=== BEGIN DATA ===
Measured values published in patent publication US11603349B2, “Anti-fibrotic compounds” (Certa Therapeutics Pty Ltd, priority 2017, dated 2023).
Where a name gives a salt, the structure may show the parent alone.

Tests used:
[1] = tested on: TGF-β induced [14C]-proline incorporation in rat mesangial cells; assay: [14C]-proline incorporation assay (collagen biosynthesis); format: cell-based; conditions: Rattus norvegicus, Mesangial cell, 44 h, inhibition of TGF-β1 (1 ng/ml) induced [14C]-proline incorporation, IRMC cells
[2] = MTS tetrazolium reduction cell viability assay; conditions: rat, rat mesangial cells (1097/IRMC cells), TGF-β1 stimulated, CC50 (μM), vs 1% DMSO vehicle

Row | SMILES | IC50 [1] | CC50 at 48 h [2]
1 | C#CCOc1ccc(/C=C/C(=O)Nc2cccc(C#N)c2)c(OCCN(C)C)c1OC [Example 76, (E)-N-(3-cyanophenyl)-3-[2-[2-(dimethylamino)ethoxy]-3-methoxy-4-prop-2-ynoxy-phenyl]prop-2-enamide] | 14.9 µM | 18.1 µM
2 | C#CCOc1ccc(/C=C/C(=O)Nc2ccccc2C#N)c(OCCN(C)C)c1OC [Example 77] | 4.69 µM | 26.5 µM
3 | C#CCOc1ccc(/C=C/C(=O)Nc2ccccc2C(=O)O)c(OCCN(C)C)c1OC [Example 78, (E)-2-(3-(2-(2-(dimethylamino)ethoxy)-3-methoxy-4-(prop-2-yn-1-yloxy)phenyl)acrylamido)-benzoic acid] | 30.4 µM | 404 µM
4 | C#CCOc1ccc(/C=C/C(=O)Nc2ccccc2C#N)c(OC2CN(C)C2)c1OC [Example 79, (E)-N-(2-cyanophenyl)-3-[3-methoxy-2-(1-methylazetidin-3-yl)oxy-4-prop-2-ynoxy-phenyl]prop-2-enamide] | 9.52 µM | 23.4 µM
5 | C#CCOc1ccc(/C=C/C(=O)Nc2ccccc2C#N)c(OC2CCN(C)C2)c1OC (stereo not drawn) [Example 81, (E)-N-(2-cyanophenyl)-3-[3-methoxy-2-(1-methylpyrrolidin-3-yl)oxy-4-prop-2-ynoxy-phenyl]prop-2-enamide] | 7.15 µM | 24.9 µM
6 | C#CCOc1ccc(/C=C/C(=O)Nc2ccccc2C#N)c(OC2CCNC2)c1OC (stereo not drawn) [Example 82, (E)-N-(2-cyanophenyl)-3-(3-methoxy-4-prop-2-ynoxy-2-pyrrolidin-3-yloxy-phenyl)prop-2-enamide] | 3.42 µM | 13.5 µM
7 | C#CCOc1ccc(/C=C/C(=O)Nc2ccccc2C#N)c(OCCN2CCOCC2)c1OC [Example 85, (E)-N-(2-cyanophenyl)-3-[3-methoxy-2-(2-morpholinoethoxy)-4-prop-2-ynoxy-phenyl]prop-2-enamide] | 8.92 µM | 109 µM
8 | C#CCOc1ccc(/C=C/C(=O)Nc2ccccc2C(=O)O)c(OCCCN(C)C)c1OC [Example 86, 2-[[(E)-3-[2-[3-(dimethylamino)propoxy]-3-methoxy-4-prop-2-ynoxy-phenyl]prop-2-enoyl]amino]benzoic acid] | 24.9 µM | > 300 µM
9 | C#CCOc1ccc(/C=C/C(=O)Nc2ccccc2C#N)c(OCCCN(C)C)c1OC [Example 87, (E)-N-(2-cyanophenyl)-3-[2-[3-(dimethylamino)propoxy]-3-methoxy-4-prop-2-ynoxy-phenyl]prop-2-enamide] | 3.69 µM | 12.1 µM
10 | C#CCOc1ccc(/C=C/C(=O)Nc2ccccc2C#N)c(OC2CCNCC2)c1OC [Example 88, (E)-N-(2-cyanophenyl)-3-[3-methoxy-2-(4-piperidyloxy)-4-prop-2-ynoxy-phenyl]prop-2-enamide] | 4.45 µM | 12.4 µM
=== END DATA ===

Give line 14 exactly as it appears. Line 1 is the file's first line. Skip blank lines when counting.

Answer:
8 | C#CCOc1ccc(/C=C/C(=O)Nc2ccccc2C(=O)O)c(OCCCN(C)C)c1OC [Example 86, 2-[[(E)-3-[2-[3-(dimethylamino)propoxy]-3-methoxy-4-prop-2-ynoxy-phenyl]prop-2-enoyl]amino]benzoic acid] | 24.9 µM | > 300 µM